Petition initiated by murder victim’s family targets young offenders

Proctor family pushes for Kimberly’s Law with help of Victoria lawyer

The family of murdered teen Kimberly Proctor is seeking signatures on a petition asking for changes to the way justice is handed down in Canada to young offenders convicted of serious crimes.

Kimberly’s Law, developed by the family with the help of Victoria lawyer Troy DeSouza, is being lobbied to provincial governments as well as the federal government.

“We need to prevent crimes like this from happening, provide services for our troubled youth and impose proper sentencing for extreme crimes committed by young offenders,” wrote Jo-Anne Landolt, Kimberly Proctor’s aunt, in a letter to media.

The family is appealing to all provincial governments and the feds to make changes. The petitions request the following:

Provincial

• Mandatory counselling and treatment for youth assessed as potential threats

• Hold parents civilly liable for the actions of their children, to a maximum fine of $25,000

Federal

• Automatic adult court proceedings for youth aged 16 or older accused of first- or second-degree murder

• Removal of publication bans upon guilty plea

• Sentence those convicted as adults, using adult parole criteria

• Keep youth charged with murder separate from other young people in correctional facilities.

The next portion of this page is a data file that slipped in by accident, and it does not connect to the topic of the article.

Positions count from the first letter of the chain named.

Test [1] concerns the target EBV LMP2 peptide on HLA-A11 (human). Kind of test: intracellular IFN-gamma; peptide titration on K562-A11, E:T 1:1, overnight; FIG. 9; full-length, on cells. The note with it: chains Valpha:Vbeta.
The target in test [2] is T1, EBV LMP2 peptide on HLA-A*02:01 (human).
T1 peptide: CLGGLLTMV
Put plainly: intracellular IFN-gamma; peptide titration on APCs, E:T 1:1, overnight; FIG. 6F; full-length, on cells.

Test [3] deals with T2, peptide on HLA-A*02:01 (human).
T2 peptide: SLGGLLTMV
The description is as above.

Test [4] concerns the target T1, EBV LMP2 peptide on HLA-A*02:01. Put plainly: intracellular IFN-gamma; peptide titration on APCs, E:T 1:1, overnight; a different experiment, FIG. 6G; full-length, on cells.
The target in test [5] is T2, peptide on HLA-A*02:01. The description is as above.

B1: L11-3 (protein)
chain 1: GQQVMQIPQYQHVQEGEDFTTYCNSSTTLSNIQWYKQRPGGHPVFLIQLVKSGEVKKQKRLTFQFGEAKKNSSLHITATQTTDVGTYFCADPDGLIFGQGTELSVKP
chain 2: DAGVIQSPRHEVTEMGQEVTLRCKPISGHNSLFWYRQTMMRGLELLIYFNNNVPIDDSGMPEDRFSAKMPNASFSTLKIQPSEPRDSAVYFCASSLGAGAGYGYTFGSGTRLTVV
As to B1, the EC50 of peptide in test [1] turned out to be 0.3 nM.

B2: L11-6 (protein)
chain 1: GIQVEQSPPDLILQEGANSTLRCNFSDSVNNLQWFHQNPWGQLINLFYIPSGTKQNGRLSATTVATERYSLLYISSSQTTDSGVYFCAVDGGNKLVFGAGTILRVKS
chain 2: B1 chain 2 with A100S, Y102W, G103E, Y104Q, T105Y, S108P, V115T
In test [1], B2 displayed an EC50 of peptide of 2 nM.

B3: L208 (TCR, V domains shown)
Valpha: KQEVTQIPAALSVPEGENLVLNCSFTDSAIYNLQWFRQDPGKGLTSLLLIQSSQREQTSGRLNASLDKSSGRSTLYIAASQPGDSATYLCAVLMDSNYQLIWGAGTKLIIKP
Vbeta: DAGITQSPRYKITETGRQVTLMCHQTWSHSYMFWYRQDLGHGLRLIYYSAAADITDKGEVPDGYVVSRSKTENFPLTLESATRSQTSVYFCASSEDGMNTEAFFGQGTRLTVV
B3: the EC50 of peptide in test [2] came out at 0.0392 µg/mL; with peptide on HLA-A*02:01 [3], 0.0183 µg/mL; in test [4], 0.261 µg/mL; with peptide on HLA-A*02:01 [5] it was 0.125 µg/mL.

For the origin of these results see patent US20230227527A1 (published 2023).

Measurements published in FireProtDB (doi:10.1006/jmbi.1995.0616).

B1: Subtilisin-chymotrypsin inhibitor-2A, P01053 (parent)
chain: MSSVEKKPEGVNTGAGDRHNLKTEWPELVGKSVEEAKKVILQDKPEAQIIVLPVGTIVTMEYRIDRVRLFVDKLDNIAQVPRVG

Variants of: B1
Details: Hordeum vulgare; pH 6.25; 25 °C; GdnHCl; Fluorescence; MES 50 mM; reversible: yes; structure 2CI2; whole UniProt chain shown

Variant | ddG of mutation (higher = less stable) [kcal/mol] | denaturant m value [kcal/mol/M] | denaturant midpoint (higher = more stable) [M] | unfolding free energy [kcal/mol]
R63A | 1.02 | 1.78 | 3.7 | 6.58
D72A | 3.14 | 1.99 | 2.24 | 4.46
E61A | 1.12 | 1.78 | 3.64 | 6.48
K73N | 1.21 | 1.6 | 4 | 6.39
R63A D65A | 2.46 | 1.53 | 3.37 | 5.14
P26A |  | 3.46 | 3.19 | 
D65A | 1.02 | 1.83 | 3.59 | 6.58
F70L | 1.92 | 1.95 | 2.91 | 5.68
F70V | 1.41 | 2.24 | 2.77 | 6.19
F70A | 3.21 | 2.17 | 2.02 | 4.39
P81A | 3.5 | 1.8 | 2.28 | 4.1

NDP Juan de Fuca MLA John Horgan and Liberal MLA Jane Thornthwaite will present the petition in a non-partisan way to the B.C. legislature May 14.

“It’s about making sure a horrific event in our community does not go by without efforts by all of us to change our community so this doesn’t happen again,” Horgan said. “I’m just available for the Proctors to help in any way I can.”

He particularly supports funding for early intervention to identify and help troubled youth.

Horgan isn’t convinced holding parents accountable would stand up to a charter challenge, but said it’s important to address the general issues with government. And while technicalities surrounding petitions can cause them to be rejected, the ideas and level of support will still get across, he said.

“My hope is that when we present these petitions, that’s the first step in a dialogue with government. We want to demonstrate to the legislature and the people of B.C. that a whole bunch of folks think this is an important issue. I’m confident we’ll be able to do it.”

To view the petition visit kimberlyslaw.com.

kwells@goldstreamgazette.com

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